Nairobi Women's Hospital was on Thursday probed over allegations that patients were being overcharged.
Conducting the probation, the clinical council, in-charge of clinical officers countrywide, affirmed that all officers in the hospital met the academic qualifications required.
Kenya Union of Clinical Officers' head Dr. Wachira Peterson lamented how the allegations had soiled the reputation of the facility, with patients somehow boycotting being attended to by the medics there.
"We deal with the majority of the outpatient countrywide, yet we're now looked down upon. Clinical officers are qualified to work in private and public hospitals, and nothing should make patients lose trust in us," affirmed Dr. Wachira.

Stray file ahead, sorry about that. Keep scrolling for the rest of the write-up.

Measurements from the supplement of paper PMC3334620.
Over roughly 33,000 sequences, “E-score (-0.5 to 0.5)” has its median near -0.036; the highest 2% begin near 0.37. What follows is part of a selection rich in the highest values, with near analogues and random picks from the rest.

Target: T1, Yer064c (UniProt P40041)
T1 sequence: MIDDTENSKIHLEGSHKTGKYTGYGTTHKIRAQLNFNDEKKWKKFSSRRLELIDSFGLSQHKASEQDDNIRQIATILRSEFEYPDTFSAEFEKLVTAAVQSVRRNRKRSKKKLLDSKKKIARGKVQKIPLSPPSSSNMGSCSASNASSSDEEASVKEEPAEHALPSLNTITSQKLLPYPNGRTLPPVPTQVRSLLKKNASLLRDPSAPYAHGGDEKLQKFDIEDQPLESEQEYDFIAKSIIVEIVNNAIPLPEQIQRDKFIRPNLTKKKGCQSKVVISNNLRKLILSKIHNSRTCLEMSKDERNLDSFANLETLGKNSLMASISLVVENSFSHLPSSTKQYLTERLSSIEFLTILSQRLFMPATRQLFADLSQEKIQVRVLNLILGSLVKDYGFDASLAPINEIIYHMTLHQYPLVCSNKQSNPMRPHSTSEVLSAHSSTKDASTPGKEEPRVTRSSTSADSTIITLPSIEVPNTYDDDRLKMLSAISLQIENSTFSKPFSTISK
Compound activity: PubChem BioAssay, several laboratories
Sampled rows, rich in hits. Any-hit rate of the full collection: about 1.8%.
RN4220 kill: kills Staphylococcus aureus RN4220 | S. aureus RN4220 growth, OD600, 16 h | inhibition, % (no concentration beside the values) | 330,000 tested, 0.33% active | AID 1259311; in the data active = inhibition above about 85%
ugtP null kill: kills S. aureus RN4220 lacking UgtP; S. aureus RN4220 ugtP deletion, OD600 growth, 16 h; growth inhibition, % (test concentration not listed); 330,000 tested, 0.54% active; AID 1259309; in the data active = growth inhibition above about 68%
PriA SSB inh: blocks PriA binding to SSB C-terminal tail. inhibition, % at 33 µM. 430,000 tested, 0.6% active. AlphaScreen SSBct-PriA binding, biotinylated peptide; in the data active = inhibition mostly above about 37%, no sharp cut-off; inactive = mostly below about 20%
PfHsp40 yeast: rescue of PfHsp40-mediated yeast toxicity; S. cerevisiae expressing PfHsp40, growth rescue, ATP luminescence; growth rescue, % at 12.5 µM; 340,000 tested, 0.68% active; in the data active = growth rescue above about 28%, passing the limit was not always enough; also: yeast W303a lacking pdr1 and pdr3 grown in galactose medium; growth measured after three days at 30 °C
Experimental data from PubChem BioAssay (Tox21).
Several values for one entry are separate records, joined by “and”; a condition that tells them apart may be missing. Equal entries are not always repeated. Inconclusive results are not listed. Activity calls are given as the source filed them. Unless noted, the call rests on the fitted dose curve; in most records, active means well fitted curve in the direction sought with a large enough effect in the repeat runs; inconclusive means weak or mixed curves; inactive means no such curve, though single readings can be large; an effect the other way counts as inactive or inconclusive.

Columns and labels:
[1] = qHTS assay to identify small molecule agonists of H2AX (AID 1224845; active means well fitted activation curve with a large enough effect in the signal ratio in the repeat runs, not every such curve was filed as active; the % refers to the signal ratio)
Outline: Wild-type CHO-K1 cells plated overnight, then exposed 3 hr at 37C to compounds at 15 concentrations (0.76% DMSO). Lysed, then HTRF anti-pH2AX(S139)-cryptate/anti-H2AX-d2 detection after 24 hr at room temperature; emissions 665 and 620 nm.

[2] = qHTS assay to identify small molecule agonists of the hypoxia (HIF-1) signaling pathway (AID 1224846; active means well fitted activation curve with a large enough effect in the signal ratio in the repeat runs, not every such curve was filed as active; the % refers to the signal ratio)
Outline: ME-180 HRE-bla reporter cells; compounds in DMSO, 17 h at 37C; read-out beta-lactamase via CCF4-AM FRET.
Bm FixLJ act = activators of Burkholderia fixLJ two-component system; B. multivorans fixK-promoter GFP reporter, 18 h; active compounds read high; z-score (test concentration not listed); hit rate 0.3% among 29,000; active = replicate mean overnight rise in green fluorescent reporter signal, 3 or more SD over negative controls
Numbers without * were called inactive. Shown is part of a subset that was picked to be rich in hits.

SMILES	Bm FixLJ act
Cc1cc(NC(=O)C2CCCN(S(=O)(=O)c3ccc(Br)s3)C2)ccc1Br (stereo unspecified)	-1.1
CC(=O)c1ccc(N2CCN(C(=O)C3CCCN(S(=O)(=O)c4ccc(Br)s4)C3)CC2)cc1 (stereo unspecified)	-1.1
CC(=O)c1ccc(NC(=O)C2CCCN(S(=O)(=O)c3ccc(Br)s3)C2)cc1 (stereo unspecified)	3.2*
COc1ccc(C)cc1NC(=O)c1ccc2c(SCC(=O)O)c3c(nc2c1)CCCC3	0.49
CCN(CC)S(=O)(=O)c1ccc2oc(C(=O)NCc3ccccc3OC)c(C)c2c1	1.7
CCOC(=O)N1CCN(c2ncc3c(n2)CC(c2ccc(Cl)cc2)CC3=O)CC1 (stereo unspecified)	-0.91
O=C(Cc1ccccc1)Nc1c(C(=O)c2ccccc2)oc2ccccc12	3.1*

The hospital has of late been striving to clear its name from media allegations, which portrayed it as raking more than necessary from its patients.
"Dear Patron, this is with reference to the media stories you may have read or heard about. We assure you of our commitment toward patient safety, clinical excellence, and quality. We are fully functional to serve you at all times," read a statement by the hospital.
In a recent scandal, Nation revealed how the management detained patients for long, in attempts to justify the hefty charges.
The revelation led to the hospital CEO Dr. Felix Wanjala stepping aside, while Evercare Health, a US-Based firm reportedly owning the hospital, took charge of the management.